Virtual worlds and immersive environments have become an accepted method for teaching and learning (USDE, 2010).
The development and demonstration of higher-order cognitive skills involved in science inquiry are difficult to measure with open-response and multiple-choice tests (NRC, 2006; Quellmalz & Haertel, 2004; Resnick & Resnick, 1992). The focus of this research is not specifically about what inquiry is but how inquiry can be measured through VPAs.
authentic assessment exercises require students to apply scientific knowledge and reasoning to situations similar to those they will encounter in the world outside the classroom, as well as to situations that approximate how scientists do their work (NSES)
Virtual Performance Assessments (VPAs, IES Grant #R305A080141) use an immersive environment to situate students in a virtual setting that simulates a scientific challenge. These immersive environments enable authentic scientific inquiry where students are assessed based on performances captured as in-world interactions. Rich event-logs of student actions form the basis of observations on which conclusions are drawn about what inquiry skills each student knows. Rather than an ongoing narrative where there is a right answer, our assessments allow students to construct a narrative through a series of choices where each decision they make affects their in-world experience. Rich in-world observations enable us to make nuanced assessments of students’ misconceptions of science inquiry.
It is May, and students in Ms. Jones’ 8th grade science class have to take their achievement tests. She logs into the VPA teacher’s portal and creates accounts for her students, selecting the initial assessment she wants them to take. When class starts, the students sit at individual computers and login to begin their simulated experience.
The ability for students to choose their own avatar is a design decision that we hope will provide students with a sense of autonomy for the experience. Arielle sits at her computer and logs into the student portal. She opens the assessment and is immediately allowed to choose what her avatar looks like. She selects and avatar and enters the world.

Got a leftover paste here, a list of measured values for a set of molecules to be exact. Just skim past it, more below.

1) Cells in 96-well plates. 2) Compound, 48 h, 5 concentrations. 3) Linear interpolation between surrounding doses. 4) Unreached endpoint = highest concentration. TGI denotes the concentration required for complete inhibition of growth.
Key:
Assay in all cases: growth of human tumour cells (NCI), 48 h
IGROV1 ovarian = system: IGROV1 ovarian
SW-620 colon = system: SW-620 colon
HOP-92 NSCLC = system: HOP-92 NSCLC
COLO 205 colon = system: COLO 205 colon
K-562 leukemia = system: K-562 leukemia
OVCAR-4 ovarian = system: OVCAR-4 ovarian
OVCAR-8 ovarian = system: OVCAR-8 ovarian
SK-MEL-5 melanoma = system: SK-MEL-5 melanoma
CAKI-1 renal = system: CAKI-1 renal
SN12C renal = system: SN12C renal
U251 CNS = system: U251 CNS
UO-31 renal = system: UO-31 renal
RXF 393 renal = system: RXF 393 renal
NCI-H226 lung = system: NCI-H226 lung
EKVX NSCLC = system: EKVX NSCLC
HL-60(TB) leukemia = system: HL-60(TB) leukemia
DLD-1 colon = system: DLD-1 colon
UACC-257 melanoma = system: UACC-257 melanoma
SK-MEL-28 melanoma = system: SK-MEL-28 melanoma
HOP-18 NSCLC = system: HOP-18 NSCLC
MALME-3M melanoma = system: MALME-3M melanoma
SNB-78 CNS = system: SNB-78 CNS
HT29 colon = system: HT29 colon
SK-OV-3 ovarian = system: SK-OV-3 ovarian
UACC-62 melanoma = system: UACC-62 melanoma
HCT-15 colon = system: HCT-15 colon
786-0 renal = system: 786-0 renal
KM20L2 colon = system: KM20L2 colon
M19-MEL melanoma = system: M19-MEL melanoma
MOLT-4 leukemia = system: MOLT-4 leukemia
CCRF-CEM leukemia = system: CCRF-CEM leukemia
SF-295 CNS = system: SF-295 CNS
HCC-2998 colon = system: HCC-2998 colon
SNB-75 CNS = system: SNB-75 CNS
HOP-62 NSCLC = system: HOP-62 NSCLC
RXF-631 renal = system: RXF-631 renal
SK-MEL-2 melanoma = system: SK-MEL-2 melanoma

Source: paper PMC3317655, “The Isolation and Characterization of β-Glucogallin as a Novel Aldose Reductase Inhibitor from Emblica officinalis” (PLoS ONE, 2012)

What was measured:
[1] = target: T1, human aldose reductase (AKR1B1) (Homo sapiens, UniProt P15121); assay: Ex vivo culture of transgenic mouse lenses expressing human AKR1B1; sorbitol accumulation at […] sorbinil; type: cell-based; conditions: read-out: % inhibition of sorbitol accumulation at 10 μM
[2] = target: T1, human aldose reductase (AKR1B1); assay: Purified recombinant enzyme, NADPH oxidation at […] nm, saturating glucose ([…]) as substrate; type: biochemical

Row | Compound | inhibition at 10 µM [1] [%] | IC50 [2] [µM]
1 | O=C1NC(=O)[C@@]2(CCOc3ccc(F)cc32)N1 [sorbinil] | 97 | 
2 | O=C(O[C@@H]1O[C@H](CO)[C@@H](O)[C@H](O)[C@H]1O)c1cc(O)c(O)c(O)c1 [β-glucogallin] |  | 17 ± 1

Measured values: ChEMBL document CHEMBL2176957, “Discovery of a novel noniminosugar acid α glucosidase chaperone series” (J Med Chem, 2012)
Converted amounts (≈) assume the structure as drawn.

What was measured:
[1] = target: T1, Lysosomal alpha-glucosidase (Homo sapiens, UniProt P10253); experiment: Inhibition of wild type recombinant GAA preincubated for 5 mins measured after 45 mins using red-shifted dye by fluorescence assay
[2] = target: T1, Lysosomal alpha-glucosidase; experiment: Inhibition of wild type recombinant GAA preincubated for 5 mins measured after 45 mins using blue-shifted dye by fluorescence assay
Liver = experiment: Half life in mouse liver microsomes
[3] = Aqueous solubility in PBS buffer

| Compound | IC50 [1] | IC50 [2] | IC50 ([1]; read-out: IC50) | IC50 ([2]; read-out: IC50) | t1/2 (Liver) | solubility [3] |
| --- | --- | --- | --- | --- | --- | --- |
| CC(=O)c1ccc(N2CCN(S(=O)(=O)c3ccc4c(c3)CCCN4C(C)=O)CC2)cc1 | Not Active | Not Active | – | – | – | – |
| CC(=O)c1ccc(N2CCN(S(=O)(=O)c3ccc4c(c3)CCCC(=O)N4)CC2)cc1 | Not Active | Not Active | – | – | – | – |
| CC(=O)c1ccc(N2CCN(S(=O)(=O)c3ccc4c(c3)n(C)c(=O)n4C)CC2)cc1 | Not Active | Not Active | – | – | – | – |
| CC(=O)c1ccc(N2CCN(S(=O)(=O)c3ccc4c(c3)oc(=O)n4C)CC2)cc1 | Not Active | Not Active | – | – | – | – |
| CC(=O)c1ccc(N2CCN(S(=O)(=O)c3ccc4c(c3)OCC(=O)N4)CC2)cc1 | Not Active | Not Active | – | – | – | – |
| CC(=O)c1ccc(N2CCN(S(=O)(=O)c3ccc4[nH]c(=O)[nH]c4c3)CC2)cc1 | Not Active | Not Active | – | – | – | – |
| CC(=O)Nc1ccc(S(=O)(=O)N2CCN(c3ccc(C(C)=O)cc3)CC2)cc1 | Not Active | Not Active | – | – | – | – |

The camera slowly provides an aerial view of the world to orient Arielle to the problem space. Arielle sees that there is a village and what appears to be farms with ponds. The camera then focuses in on a multi-colored frog with 6 legs. Arielle wonders, “What could be causing this frog to have 6 legs?” The assessment begins. A scientist and farmers who have just discovered this mutated frog greet Arielle. The farmers all offer competing hypotheses for why the frog is mutated.
The scientist turns to Arielle’s avatar and tells her that she must conduct and investigation and come up with her own theory and back it up with evidence. He asks her if she thinks any of the hypotheses are plausible.
The goal of VPA is for students to make choices based on sound science inquiry skills that advance the theory that they are attempting to build. In VPAs, a student’s measure of science inquiry performance is based on their in-world actions. Their actions and choices are given a range of scores and weightings that contribute to an ongoing student model of science inquiry. They are temporally evaluated based on past, present, and future actions. In other words, a choice is evaluated in terms of the previous actions, their actual choice within the context of the available choices, and the outcome of their choice that sets the stage for the next set of actions. For example, if a character asks a student what they think the problem is and the student responds that they think the mutant frog is a result of pollution, the character will ask the student to provide evidence for their claim. The evidence that a student gives will be weighted and evaluated based on their prior actions (data that they have previously collected) and by what they choose to present as evidence.